- Alleviating discomfort for dog paw hyperkeratosis (a.k.a. “hairy paw”), which is a health condition in dogs that cause paw pads (and noses) to thicken and crack
- Protecting paws from the elements, chemicals, ice, concrete and other rough surfaces
- Moisturizing paw pads
- Treating blisters, cracks, cuts, burns and irritation on paws or other areas
- Helping paws heal properly, or assisting with the healing process when a dog's foot has injuries causing discomfort
Dog paw balms condition and hydrate
An organic, all-natural balm soothes paws and also other problem areas, such as cracked/rough elbow skin and a dry little nose. Balms are great at hydrating and moisturising dog skin due to ingredients such as: shea butter, hemp seed oil and beeswax, all of which are non-toxic for dogs.
Even though a dog's paws are designed to carry them through the elements sans shoes, the pads of their feet still need some occasional relief. Dog balm is intended to soothe a pup's paws in the same way you'd cure your own dry, cracked hands or feet. Especially a dog's red paws. The moisturizing properties give dog paws some much-needed relief, while the waxy texture acts as a buffer between their paws and whatever terrain they explore, from icy, salt-covered winter sidewalks to hot summer pavement.
How to Apply Paw Balm:
The first step to successful balm application is timing! For best results, you’ll want to apply a balm to your dog's feet when your dog is relaxed, to minimize squirming or anxiety about handling. Try nap time or sleep time. You want to make sure any balm you use is dog-safe and non-toxic because they tend to lick it off. Any balm you purchase should also be simple to use and easy to apply.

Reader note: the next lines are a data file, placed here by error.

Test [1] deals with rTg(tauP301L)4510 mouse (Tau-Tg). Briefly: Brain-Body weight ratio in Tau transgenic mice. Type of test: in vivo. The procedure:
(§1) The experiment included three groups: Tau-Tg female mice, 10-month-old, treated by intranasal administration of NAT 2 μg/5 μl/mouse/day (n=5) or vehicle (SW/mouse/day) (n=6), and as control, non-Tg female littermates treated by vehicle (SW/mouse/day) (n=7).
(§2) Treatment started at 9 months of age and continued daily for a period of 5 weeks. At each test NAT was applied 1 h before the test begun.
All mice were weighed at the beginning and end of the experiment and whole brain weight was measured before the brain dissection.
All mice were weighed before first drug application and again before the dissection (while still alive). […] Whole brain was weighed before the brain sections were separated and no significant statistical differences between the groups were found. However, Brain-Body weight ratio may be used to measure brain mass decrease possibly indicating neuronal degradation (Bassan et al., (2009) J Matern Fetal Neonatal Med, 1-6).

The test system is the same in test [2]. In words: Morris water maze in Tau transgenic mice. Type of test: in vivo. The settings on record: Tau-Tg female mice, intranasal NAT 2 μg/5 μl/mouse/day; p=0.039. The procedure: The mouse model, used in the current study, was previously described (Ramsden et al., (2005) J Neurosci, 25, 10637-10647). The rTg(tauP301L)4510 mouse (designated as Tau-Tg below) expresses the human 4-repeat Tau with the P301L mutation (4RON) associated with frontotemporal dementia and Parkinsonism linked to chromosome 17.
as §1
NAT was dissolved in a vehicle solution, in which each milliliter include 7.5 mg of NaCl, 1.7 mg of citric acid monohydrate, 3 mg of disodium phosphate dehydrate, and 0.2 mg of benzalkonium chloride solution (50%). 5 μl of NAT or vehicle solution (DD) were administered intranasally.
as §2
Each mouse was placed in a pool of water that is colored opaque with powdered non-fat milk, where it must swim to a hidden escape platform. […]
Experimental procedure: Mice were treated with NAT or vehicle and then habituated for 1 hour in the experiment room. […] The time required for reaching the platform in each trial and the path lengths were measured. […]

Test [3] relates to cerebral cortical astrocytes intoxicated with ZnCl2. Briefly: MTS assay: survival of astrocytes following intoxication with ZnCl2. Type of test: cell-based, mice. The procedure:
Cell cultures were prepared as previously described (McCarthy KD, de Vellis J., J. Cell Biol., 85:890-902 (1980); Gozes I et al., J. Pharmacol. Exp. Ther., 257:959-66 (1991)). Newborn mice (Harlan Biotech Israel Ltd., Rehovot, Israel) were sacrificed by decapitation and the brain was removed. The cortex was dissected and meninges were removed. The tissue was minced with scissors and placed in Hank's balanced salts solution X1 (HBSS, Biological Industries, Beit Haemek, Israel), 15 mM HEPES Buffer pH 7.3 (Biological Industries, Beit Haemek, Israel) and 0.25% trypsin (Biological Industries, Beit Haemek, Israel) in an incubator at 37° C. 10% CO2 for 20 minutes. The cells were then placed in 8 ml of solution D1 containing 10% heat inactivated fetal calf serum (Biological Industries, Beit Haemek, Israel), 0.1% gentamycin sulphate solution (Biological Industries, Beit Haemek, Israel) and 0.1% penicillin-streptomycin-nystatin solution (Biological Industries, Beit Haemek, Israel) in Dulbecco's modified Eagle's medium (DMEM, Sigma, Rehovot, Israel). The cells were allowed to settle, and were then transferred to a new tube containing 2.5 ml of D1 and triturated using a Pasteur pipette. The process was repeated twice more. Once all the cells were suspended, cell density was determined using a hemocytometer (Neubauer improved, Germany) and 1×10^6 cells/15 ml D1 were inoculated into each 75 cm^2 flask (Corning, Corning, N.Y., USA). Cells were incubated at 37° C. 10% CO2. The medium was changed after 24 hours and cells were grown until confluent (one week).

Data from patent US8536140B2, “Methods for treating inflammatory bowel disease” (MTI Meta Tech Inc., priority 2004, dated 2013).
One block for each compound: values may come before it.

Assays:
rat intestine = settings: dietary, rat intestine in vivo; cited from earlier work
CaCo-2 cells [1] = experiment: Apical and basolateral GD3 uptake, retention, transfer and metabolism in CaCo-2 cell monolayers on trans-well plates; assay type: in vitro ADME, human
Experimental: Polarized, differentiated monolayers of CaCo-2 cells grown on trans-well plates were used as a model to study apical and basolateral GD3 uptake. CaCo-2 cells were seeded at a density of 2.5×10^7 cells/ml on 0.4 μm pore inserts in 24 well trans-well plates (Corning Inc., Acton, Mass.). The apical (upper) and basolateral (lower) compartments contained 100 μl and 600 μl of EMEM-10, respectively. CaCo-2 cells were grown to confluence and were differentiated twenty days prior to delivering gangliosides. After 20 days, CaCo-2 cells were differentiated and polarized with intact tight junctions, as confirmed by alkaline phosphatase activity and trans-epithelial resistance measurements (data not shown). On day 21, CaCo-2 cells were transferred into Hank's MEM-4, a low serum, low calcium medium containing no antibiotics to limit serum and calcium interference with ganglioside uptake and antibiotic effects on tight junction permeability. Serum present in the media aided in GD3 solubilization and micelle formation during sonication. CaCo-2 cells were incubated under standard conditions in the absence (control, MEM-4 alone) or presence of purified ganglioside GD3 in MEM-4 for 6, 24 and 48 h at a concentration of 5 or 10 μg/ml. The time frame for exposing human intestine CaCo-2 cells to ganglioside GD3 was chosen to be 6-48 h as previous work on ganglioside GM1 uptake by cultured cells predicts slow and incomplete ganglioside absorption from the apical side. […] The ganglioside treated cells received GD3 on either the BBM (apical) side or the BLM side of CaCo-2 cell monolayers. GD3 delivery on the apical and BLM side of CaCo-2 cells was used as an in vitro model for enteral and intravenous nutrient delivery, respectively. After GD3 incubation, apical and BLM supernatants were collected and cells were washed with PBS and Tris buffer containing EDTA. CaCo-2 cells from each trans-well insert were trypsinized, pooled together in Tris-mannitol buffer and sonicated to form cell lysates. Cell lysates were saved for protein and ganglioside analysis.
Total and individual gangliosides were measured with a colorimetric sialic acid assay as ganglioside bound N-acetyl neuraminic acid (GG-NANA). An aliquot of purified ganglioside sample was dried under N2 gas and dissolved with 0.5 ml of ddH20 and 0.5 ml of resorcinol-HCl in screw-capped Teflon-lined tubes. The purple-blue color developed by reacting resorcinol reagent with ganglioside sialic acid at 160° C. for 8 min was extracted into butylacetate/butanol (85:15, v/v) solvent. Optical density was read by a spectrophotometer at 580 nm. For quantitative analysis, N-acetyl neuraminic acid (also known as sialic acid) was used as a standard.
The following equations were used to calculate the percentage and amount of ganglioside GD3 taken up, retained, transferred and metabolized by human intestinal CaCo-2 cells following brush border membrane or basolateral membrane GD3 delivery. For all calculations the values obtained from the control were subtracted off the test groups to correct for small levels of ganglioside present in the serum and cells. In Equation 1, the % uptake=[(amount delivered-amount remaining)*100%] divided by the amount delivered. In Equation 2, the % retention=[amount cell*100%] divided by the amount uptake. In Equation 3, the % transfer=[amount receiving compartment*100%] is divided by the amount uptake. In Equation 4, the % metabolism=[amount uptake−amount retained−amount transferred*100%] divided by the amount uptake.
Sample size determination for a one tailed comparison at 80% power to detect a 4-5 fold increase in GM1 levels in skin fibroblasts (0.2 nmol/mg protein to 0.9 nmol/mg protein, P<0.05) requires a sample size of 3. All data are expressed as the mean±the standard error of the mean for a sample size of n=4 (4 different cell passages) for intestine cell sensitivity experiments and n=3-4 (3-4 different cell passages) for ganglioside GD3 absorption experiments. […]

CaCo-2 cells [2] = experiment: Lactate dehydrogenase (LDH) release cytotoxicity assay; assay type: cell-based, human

To use dog paw balm correctly, first clean your hands to keep your pup safe from infection and contamination. Then, simply rub or dab the balm directly onto the paw. You can also use a gentle cloth. Never use rubbing alcohol or hydrogen peroxide on your dog’s paws. You may do this for humans when they have a cut or scrape, but those rules don’t apply for our precious fur babies.
Some pet parents might reward their dog with a treat after application to the dog's paw pads to make the experience a positive one. This will also keep your dog distracted enough for a bit so he or she doesn’t lick the balm before it can do its job. Use the balm as often as directed on the packaging, which will roughly be a couple of times a day. At night, or right before your pooch goes to sleep, will be the most optimal time to apply since they will be in a more still position.
Since balms sometimes contain a lot of oil, they can make dogs’ paws slippery on slick surfaces. This can be a bigger issue with senior dogs who may need more traction due to arthritis. Try to let the product(s) dry a bit before the dog walks around or plays.
It can be tempting to put a sock or cover over your dog’s paw—some balm manufacturers even suggest it to stop any licking and to keep floors clean. But some veterinarians recommended against it. Covering dog paws can encourage moisture buildup, and excessive moisture can cause a whole different set of paw problems such as yeast infection or contact dermatitis.